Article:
Best Eatery Where Everything is Good (And Maybe Even Good for You)


Brandon LaJoie
The fruit is fresh. The milk is cold. The sushi's delivered daily (we think). The breakfast burrito is great. The ribs come slathered in a sauce that's tangy without being showy. The salsa is showy--who knew peaches and raspberries went well with Mexican spices? The salad offers more toppings than could be included--either here or on the greens. On the sandwiches, honey mustard is the best spread. The soup, when they have it, is worth hoarding. The microwavable meals are far better than Kroger's. The eggs Benedict is the best way to start a Sunday. The wine, the best way to end a Saturday. The pasta is always perfect. The marinara sauce is underrated. The salmon tastes like it was caught five minutes ago. The triple-flavored cheesecake is the best. Ever.
Taryn Walker
Ambience is in short supply at the Bangkok Inn. The garish red and green décor may be an attempt to distract patrons' attention from the uneven floor and matching ceiling, and often the best tables are taken by members of the owner's family reading the paper or doing homework. But don't worry, once your masaman curry arrives, that smell is all the ambience you need. We can't actually tell you what the rest of the menu is like (we hear it's pretty good, though), because we can't bring ourselves to order anything other than that Buddha-sent concoction of potatoes, beans, meat and spices. No wonder that guy rubbed his belly so much.
Like its cousin Café Madrid on Travis Street, Hola! serves Spanish tapas, small plates that pack big taste. Our favorites are the potato omelet and the corn-and-codfish croquettes, but the menu offers a plethora of other dishes as well, including a fabulous dessert of sautéed bread drizzled in toffee. Hola! is a dinner-only establishment, and that seems fitting. The place is small and dark and could be a great choice for date-night romantics. It may be just our active imagination, but if you squint a certain way and avoid the patio (it offers an excellent view of a generic intersection), the atmosphere feels almost European. Hey, Dallas is a long way from Spain, so we'll take what we can get.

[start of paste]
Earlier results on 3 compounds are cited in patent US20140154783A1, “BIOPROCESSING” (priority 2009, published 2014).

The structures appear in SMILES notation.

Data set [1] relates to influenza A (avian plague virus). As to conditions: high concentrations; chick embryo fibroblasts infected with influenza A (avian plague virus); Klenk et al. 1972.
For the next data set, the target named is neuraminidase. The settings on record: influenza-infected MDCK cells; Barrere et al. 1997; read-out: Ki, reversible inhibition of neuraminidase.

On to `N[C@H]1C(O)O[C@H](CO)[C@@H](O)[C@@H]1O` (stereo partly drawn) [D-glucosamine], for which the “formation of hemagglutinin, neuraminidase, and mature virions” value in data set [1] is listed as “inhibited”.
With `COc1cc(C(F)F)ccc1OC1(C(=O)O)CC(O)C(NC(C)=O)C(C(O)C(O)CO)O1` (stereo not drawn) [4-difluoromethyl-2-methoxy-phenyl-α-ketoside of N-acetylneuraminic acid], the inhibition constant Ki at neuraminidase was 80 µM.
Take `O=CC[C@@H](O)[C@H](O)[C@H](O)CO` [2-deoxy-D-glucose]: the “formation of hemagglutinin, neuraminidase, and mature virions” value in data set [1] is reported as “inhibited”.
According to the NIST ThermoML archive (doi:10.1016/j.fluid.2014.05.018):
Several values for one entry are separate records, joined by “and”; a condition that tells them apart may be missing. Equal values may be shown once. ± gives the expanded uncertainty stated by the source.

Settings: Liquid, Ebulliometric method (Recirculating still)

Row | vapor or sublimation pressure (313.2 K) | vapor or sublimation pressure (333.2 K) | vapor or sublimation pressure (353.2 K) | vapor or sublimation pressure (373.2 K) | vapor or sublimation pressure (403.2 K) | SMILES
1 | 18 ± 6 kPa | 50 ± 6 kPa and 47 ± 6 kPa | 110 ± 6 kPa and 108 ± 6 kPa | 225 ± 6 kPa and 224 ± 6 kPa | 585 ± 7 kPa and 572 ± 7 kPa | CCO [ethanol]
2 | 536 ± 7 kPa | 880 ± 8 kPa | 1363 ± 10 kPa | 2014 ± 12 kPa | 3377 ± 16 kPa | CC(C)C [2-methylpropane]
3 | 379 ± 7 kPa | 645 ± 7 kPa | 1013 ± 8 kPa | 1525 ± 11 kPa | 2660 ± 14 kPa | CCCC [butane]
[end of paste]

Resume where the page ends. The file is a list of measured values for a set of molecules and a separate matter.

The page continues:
When Mariano's Mexican restaurant lost its lease in the Old Town shopping center, it was a sad day. The birthplace of the frozen margarita would be no more, replaced instead with a Petsmart. They should make historical markers for occasions such as this, but history, alas, is lost on some. Mariano's, however, would not be beaten. It has found new digs on Skillman Street across from Super Target and dubbed itself Mariano's Hacienda. Thankfully, the restaurant continues to serve its famous margarita and its warm salsa and its gooey Tex-Mex. Just when we thought Mariano's was down for the count, it came back to fight another round, and the new place is a knockout.
We picked this category in the summer, when shaved ice is as necessary to survive the August heat as air conditioning, water bottles and Umbro shorts, but the great thing about T&C Shaved Ice is its year-round appeal. If you've ever thought "shaved ice is just shaved ice," then you haven't been to this blink-and-you'll-miss-it shack on Garland Road. The ice is cut so finely and smoothly that you'll want to smear the cold, cold glory on your face. More than 30 syrups (including a delectable take on the orange cream "dreamsicle" flavor) can be mixed and matched, and you can order an ice cream/shaved ice combo cup, too. Oh, and the pours are so masterful that the first sugary bite will be as sweet as the last. Get an ice headache in January or July--it'll taste as great either way, even if you're holding the T&C Styrofoam cup with gloves.